Sen. Warren first proposed this idea in 2017, when she introduced the Refund Equality Act of 2017 (S. 1564) with 36 Senate cosponsors’ support (35 Democrats and one Independent). At that time, Rep. Richard Neal (D-MA) introduced companion House legislation (H.R.3234, also the Refund Equality Act of 2017) with 40 Democratic House cosponsors. Neither bill received a vote last Congress.
Of Note: Until the Supreme Court’s 2013 decision in U.S. v. Windsor, legally-married same-sex couples were barred from filing federal taxes jointly. Before this point, same-sex couples in 10 states received the right to legally marry. In its ruling in Windsor, the Court held that it was unconstitutional for a same-sex spouse to be assessed an estate tax for receiving an inheritance from their spouse (whereas an opposite-sex spouse would have been exempt).
Through this ruling, the Court overturned the DOMA prohibition that prevented the federal government from recognizing same-sex marriage and allowed same-tax couples in valid marriages recognized by their states to file federal taxes using the preferential filing status of married filing joint.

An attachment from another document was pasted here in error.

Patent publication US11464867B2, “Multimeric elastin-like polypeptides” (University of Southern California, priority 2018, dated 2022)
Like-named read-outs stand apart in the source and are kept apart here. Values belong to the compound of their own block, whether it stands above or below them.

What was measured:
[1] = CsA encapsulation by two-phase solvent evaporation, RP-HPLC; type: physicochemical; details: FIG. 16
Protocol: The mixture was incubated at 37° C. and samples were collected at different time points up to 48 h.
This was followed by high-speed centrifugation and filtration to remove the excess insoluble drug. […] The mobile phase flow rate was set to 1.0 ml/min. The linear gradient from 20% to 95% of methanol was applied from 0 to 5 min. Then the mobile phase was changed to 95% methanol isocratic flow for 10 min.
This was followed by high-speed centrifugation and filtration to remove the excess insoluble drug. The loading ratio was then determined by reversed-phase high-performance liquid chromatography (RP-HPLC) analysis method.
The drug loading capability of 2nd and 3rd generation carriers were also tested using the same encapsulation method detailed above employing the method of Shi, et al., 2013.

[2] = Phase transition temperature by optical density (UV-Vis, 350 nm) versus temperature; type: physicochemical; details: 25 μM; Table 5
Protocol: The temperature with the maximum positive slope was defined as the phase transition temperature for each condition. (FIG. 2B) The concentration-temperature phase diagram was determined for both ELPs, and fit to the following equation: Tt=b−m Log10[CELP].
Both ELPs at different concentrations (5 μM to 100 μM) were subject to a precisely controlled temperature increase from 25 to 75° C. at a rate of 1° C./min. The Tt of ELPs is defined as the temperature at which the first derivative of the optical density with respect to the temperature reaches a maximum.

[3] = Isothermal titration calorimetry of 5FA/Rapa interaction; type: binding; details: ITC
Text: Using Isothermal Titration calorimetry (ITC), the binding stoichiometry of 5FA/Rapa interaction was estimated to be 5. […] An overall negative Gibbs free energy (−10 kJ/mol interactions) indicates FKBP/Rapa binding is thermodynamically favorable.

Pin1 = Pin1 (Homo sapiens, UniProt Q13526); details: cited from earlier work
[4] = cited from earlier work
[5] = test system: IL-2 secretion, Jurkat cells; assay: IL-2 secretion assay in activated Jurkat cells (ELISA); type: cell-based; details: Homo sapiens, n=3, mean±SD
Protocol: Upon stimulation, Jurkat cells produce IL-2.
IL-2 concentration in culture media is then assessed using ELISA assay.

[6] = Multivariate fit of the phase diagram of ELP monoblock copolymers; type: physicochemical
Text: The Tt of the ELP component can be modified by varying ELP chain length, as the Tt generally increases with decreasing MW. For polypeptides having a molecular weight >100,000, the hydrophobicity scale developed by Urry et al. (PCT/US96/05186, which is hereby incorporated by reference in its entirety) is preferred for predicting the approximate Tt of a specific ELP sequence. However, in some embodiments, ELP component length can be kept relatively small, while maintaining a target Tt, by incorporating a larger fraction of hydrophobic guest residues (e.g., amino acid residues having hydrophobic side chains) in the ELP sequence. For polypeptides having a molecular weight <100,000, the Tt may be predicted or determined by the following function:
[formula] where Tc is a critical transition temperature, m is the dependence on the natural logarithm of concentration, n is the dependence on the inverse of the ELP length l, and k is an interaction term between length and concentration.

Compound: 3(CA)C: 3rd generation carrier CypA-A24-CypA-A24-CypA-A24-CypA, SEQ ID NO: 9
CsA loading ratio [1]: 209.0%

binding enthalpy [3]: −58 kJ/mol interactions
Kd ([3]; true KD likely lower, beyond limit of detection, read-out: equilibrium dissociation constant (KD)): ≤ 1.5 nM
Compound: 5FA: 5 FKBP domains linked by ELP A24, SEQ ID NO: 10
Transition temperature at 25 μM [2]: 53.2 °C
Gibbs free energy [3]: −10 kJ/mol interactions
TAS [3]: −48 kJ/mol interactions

While the IRS published guidance after the Windsor decision clarifying its recognition of same-sex marriages and stating that married same-sex couples could amend previously-filed tax returns to claim refunds or credits due as a result of correct marital status, married couples who previously filed taxes separately are currently only permitted to file amended joint returns going back three years (and the IRS doesn’t have the authority to override this limitation).
Thus, same-sex couples who were married in jurisdictions recognizing same-sex marriage prior to Windsor aren’t able to claim refunds for all years they were legally married. Such couples are entitled to an estimated $57 million in refunds, according to the Joint Committee on Taxation.
- Sponsoring Sen. Elizabeth Warren (D-MA) Press Release
- Sponsoring Sen. Elizabeth Warren (D-MA) Bill Summary
- House Sponsor Rep. Judy Chu (D-CA) Press Release
- Joint Committee on Taxation - Estimated Revenue Effects
- The National Review (Opposed)
- Countable (Related Bill)
Summary by Lorelei Yang(Photo Credit: iStockphoto.com / DavidsAdventures)